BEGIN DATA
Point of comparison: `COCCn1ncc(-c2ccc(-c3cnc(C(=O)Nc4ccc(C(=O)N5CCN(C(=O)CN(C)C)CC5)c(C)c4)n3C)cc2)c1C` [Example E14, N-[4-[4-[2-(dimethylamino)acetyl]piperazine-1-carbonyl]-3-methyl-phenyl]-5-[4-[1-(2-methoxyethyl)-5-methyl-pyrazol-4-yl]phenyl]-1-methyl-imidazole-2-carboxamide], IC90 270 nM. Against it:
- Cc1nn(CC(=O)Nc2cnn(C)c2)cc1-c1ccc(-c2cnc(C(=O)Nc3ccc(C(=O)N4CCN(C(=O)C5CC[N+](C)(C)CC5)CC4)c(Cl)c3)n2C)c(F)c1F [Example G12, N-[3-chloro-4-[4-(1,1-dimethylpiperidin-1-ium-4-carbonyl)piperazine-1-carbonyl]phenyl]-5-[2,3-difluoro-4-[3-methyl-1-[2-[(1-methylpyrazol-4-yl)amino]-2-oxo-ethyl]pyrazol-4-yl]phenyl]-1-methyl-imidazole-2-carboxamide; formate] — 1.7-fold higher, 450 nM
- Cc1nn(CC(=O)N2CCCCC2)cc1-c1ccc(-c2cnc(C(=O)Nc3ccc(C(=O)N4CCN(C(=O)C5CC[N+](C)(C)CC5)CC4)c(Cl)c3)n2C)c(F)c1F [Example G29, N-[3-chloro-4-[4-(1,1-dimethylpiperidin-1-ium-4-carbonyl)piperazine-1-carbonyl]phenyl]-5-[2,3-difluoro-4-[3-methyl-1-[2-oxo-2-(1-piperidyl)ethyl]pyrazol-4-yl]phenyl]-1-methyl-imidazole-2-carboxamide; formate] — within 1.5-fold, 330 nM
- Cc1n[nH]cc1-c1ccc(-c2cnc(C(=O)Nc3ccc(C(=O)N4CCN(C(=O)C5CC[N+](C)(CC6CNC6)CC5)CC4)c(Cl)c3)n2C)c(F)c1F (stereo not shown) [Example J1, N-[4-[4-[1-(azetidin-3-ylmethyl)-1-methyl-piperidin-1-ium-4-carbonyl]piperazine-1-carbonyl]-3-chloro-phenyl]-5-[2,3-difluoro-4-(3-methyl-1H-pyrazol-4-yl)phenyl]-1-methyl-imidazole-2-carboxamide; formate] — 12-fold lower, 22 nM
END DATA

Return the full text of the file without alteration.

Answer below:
Point of comparison: `COCCn1ncc(-c2ccc(-c3cnc(C(=O)Nc4ccc(C(=O)N5CCN(C(=O)CN(C)C)CC5)c(C)c4)n3C)cc2)c1C` [Example E14, N-[4-[4-[2-(dimethylamino)acetyl]piperazine-1-carbonyl]-3-methyl-phenyl]-5-[4-[1-(2-methoxyethyl)-5-methyl-pyrazol-4-yl]phenyl]-1-methyl-imidazole-2-carboxamide], IC90 270 nM. Against it:
- Cc1nn(CC(=O)Nc2cnn(C)c2)cc1-c1ccc(-c2cnc(C(=O)Nc3ccc(C(=O)N4CCN(C(=O)C5CC[N+](C)(C)CC5)CC4)c(Cl)c3)n2C)c(F)c1F [Example G12, N-[3-chloro-4-[4-(1,1-dimethylpiperidin-1-ium-4-carbonyl)piperazine-1-carbonyl]phenyl]-5-[2,3-difluoro-4-[3-methyl-1-[2-[(1-methylpyrazol-4-yl)amino]-2-oxo-ethyl]pyrazol-4-yl]phenyl]-1-methyl-imidazole-2-carboxamide; formate] — 1.7-fold higher, 450 nM
- Cc1nn(CC(=O)N2CCCCC2)cc1-c1ccc(-c2cnc(C(=O)Nc3ccc(C(=O)N4CCN(C(=O)C5CC[N+](C)(C)CC5)CC4)c(Cl)c3)n2C)c(F)c1F [Example G29, N-[3-chloro-4-[4-(1,1-dimethylpiperidin-1-ium-4-carbonyl)piperazine-1-carbonyl]phenyl]-5-[2,3-difluoro-4-[3-methyl-1-[2-oxo-2-(1-piperidyl)ethyl]pyrazol-4-yl]phenyl]-1-methyl-imidazole-2-carboxamide; formate] — within 1.5-fold, 330 nM
- Cc1n[nH]cc1-c1ccc(-c2cnc(C(=O)Nc3ccc(C(=O)N4CCN(C(=O)C5CC[N+](C)(CC6CNC6)CC5)CC4)c(Cl)c3)n2C)c(F)c1F (stereo not shown) [Example J1, N-[4-[4-[1-(azetidin-3-ylmethyl)-1-methyl-piperidin-1-ium-4-carbonyl]piperazine-1-carbonyl]-3-chloro-phenyl]-5-[2,3-difluoro-4-(3-methyl-1H-pyrazol-4-yl)phenyl]-1-methyl-imidazole-2-carboxamide; formate] — 12-fold lower, 22 nM